In an interview with CNN, the Republican National Committee (RNC) chairwoman said she personally opposed Alabama's abortion ban. Ronna McDaniel's revelation comes just days after Alabama Gov. Kay Ivey signed legislation prohibiting abortion at any stage of gestation with no exceptions for rape or incest. The controversial bill is the most restrictive abortion law in the country.
"Personally, I would have the exceptions," McDaniel said in an interview on CNN's New Day when asked if she was "comfortable" with provisions within the law that make no exceptions for rape or incest. "That's my personal belief."
McDaniel went on to state, however, that the Republican Party did not require members to subscribe to the exact same viewpoints on abortion, stressing that there were a range of opinions within the party. "We are a party that is a broad tent," she said. "If you agree with us 80 percent of the time, I want you to be a Republican. We don't have a litmus test as to whether you can belong to our party."
While McDaniel described the Republican Party as "the party of life," she argued that there were party members on different sides of the issue. "We are the party of life," she said. "However, we have senators, like Susan Collins and Lisa Murkowski, and governors on different sides of that."
Earlier in the week, Collins told CNN she thought Alabama's abortion ban was "very extreme" and "a terrible law." In a separate interview with the Hill, she said she was "very much opposed to the Alabama law."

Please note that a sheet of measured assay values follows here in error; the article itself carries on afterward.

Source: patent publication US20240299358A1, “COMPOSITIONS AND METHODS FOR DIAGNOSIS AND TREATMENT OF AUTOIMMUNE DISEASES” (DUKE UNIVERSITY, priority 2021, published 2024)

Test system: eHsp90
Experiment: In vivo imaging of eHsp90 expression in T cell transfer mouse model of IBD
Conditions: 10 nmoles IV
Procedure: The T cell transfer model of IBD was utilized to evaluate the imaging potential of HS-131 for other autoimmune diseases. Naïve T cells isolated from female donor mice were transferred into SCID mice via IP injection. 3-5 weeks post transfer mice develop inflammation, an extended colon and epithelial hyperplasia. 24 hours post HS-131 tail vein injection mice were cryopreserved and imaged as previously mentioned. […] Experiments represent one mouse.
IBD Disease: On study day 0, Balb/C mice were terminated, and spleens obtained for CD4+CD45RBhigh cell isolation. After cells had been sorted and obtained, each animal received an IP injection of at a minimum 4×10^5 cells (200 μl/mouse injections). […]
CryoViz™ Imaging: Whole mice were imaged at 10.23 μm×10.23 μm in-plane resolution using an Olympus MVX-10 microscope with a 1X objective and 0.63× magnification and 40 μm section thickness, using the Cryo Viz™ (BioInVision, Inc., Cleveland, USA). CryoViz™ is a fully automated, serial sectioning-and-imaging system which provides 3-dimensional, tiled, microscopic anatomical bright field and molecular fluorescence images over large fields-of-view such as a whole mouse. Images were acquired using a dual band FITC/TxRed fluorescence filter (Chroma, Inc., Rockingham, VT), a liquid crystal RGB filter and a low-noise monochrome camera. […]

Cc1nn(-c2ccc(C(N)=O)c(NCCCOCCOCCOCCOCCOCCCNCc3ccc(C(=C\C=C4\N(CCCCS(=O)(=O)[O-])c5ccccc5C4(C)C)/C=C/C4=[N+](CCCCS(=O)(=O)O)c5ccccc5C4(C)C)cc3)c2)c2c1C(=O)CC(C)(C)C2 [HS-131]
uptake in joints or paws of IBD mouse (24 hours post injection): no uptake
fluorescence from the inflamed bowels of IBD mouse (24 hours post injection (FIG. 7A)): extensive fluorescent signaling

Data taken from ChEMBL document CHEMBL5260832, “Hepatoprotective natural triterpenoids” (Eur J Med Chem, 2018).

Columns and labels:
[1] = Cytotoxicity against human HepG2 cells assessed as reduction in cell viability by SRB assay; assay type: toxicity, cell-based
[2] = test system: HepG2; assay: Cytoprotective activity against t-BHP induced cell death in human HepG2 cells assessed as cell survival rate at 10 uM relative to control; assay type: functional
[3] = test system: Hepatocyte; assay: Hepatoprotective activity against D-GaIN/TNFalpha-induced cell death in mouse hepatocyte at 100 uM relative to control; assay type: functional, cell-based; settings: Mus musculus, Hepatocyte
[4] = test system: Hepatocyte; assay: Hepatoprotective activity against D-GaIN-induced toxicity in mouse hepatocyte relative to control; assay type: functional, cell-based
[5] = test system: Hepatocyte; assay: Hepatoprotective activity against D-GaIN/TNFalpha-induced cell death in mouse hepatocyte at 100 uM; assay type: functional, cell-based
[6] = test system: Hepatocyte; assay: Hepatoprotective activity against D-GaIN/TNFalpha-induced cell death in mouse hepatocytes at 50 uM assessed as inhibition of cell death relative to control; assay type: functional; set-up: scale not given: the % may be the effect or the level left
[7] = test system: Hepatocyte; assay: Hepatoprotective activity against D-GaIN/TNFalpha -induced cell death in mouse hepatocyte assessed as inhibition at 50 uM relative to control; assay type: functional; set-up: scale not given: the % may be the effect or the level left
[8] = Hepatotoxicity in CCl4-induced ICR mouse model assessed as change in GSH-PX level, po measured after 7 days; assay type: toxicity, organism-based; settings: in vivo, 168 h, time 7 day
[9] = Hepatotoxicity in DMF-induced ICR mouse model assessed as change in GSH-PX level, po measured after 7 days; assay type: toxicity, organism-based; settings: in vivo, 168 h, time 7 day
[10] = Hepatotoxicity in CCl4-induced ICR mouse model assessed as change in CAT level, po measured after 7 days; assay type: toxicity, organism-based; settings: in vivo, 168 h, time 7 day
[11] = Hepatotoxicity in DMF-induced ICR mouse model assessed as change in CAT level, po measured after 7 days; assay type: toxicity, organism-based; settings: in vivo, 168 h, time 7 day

"I think it's completely inconsistent with Roe v. Wade and will lead to a virtual ban on abortions in Alabama, even for victims of incest and rape," the Hill reported she said.
Sen. Murkowski has also come out against the law, telling reporters she disagreed with Alabama Republicans' decision to remove exceptions for rape and incest from the law, the Hill reported. "I believe that there need to be exceptions," the news outlet reported she said.
But Collins and Murkowski are not the only Congressional Republicans to oppose Alabama's new law. According to The Washington Post, House Minority Leader Kevin McCarthy described Alabama's Human Life Protection Act as having gone "further than I believe."
"I believe in exceptions for rape, incest and life of the mother, and that's what I've voted on," the paper reported McCarthy said.
The office of Senate Majority Leader Mitch McConnell also moved to distance the Kentucky senator from Alabama's restrictive law. "Leader McConnell's record has been clear for decades on this issue," The Washington Post reported McConnell's spokesperson said in a statement. "He opposes abortion except in the instance of rape, incest, or the life of the mother in is danger."
But Alabama's near-total abortion ban may be out of step with more than just Republican party leaders and senators. Previously unreleased polling data suggests Alabama's abortion ban goes further than many Alabama voters would like. According to Alabama Local, a 2018 poll conducted for Planned Parent Southeast by Anzalone Liszt Grove (ALG) Research found that that "banning abortion without exceptions for rape and incest is overwhelmingly a minority position among Alabama voters."
Twenty-nine percent of polled Alabama voters said abortion should be legal in cases of rape, incest, or when the woman's life is in danger compared to the 16 percent who said the procedure should be prohibited except when the woman's life is in danger, the news outlet reported. A separate 16 percent said abortion should be legal in all cases.